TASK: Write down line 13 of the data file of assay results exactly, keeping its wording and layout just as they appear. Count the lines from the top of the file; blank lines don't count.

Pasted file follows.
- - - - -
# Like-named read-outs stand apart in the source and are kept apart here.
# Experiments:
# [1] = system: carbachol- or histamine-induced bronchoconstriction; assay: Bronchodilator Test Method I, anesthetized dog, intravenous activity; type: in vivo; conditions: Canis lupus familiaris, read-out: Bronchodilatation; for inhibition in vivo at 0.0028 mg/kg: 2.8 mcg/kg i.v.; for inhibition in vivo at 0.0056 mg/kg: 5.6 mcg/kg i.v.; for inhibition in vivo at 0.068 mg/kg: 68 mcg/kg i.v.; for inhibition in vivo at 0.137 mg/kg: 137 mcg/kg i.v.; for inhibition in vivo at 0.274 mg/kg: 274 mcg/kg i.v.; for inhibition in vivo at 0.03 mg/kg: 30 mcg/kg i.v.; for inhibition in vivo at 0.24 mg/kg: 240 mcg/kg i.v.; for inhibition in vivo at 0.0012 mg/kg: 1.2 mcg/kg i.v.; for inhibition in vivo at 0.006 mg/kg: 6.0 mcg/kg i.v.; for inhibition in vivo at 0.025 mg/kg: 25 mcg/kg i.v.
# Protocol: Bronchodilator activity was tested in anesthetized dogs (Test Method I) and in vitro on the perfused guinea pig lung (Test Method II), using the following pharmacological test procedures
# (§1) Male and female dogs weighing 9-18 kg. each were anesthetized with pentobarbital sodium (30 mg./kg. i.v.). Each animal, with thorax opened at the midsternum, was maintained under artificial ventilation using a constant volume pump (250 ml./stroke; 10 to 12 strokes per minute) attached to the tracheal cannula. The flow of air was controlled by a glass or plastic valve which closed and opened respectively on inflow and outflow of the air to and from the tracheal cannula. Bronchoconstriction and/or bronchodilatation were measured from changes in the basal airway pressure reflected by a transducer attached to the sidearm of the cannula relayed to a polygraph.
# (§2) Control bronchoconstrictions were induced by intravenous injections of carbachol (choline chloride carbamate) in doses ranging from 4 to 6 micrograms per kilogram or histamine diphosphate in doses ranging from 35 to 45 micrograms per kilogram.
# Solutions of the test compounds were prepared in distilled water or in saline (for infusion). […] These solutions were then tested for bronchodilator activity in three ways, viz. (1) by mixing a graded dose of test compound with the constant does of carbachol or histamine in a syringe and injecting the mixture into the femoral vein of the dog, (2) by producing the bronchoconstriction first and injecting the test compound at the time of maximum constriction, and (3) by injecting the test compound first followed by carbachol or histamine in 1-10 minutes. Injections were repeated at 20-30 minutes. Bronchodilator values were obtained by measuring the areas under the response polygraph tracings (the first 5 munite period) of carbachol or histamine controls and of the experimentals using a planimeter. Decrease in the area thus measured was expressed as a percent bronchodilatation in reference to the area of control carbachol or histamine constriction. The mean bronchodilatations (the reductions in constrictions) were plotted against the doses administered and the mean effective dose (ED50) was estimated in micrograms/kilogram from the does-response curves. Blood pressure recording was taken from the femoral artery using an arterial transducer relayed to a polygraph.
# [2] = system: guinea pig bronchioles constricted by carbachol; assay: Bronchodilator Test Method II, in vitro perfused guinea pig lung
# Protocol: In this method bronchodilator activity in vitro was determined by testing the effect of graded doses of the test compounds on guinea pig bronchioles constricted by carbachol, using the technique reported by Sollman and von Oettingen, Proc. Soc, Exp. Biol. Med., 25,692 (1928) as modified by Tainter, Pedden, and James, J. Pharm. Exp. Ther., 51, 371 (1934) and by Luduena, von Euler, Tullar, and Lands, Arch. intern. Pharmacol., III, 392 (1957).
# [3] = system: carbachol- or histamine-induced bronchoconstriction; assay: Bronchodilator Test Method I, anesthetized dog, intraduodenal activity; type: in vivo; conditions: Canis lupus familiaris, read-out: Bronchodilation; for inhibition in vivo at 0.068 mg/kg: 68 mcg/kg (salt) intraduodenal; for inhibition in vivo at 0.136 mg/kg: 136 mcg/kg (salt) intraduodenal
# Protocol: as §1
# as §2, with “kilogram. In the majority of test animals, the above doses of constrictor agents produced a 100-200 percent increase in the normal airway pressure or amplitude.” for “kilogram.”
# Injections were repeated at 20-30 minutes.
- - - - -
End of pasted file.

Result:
# Injections were repeated at 20-30 minutes.